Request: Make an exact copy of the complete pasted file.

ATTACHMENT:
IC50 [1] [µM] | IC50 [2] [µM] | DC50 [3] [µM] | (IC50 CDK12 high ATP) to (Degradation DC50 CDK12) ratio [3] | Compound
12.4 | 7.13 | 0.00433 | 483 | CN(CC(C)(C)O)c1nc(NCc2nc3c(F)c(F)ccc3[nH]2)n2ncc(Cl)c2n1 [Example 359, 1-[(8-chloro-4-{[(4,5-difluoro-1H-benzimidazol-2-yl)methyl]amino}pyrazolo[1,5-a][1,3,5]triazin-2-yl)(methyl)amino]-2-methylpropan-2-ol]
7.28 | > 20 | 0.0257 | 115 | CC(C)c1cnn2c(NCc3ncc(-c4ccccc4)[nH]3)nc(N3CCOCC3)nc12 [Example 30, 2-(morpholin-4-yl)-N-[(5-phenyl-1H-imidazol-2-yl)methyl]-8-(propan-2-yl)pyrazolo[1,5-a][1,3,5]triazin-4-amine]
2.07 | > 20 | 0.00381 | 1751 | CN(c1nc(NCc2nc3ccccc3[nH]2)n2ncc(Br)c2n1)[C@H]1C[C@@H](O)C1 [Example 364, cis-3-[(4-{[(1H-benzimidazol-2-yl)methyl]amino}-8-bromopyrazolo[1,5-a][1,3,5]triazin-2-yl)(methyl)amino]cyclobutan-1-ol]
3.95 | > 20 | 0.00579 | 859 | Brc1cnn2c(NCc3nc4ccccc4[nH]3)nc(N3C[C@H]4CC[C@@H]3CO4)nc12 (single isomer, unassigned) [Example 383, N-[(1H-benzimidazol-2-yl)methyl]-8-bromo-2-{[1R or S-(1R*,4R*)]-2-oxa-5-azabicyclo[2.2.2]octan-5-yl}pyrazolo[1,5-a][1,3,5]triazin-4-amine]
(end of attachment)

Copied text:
IC50 [1] [µM] | IC50 [2] [µM] | DC50 [3] [µM] | (IC50 CDK12 high ATP) to (Degradation DC50 CDK12) ratio [3] | Compound
12.4 | 7.13 | 0.00433 | 483 | CN(CC(C)(C)O)c1nc(NCc2nc3c(F)c(F)ccc3[nH]2)n2ncc(Cl)c2n1 [Example 359, 1-[(8-chloro-4-{[(4,5-difluoro-1H-benzimidazol-2-yl)methyl]amino}pyrazolo[1,5-a][1,3,5]triazin-2-yl)(methyl)amino]-2-methylpropan-2-ol]
7.28 | > 20 | 0.0257 | 115 | CC(C)c1cnn2c(NCc3ncc(-c4ccccc4)[nH]3)nc(N3CCOCC3)nc12 [Example 30, 2-(morpholin-4-yl)-N-[(5-phenyl-1H-imidazol-2-yl)methyl]-8-(propan-2-yl)pyrazolo[1,5-a][1,3,5]triazin-4-amine]
2.07 | > 20 | 0.00381 | 1751 | CN(c1nc(NCc2nc3ccccc3[nH]2)n2ncc(Br)c2n1)[C@H]1C[C@@H](O)C1 [Example 364, cis-3-[(4-{[(1H-benzimidazol-2-yl)methyl]amino}-8-bromopyrazolo[1,5-a][1,3,5]triazin-2-yl)(methyl)amino]cyclobutan-1-ol]
3.95 | > 20 | 0.00579 | 859 | Brc1cnn2c(NCc3nc4ccccc4[nH]3)nc(N3C[C@H]4CC[C@@H]3CO4)nc12 (single isomer, unassigned) [Example 383, N-[(1H-benzimidazol-2-yl)methyl]-8-bromo-2-{[1R or S-(1R*,4R*)]-2-oxa-5-azabicyclo[2.2.2]octan-5-yl}pyrazolo[1,5-a][1,3,5]triazin-4-amine]